Lisel Judge Fled The Nazis, Then Taught Generations of Brandeis Women To Fight
Lisel Judge was preparing to compete in fencing at the 1936 Summer Olympics in Berlin, when there was a knock on her door.
“I opened the door, and this Nazi said to me, ‘you don’t have to get dressed, we found out that you had a father and a grandfather that was Jewish,’” Ms. Judge said last year in an interview with the Sun Sentinel.
“At the same time, a friend of ours came and said, ‘you’re next on the list.’”
Ms. Judge, who fled Germany days after witnessing Kristallnacht, died on March 23 in Boca Raton, Florida. She was 101 years old.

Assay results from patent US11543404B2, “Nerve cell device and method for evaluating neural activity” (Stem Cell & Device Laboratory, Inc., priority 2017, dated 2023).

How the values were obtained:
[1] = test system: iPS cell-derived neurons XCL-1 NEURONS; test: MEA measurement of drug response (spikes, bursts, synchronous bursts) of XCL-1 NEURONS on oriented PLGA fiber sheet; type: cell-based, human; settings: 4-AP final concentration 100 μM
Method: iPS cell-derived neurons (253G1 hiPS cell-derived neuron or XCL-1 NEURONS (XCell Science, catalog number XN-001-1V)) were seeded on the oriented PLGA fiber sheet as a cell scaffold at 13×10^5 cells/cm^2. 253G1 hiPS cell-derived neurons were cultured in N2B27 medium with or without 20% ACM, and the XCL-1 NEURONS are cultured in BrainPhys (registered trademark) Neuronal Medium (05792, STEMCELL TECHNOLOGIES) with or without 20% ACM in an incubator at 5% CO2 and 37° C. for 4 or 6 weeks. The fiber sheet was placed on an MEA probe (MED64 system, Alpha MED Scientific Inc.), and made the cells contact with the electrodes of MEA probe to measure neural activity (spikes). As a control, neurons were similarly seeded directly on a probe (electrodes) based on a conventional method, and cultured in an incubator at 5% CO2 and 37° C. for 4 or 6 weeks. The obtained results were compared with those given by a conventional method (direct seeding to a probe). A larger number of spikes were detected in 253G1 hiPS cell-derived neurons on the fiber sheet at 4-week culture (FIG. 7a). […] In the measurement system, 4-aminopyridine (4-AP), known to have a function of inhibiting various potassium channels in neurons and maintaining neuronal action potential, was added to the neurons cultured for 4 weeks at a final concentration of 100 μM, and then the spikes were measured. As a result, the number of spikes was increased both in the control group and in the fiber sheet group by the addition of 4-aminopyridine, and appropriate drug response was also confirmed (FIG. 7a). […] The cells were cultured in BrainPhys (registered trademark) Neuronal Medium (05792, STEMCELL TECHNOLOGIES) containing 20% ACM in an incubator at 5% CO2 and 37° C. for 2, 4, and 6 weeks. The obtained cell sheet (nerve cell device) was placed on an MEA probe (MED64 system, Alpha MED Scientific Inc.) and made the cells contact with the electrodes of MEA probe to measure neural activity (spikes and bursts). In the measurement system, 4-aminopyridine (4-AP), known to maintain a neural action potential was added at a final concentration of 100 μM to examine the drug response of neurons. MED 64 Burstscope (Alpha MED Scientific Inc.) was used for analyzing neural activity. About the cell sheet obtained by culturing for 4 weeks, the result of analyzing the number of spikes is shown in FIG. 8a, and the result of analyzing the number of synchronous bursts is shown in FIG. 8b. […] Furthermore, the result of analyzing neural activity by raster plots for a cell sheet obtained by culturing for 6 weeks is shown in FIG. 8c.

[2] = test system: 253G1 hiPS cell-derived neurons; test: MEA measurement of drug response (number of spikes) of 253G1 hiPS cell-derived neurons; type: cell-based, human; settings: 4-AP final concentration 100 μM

The Frankfurt native landed in Boston with her husband — a man she had met at a Jewish fencing group after she was banned from her original club — and their infant daughter.
She began coaching the Brandeis women’s fencing team in 1955, and her teams posted a 169-9 dual-match record during her tenure. She retired in 1981, and was inducted into the Brandeis Athletics Hall of Fame in 1996.
“When I can’t sleep, I sometimes lie awake and wonder what would happen if we had not left Germany,” she told the Sun Sentinel in 2012.
This story "Lisel Judge, Who Fled The Nazis, Dies at 101" was written by Jeffrey Boxer.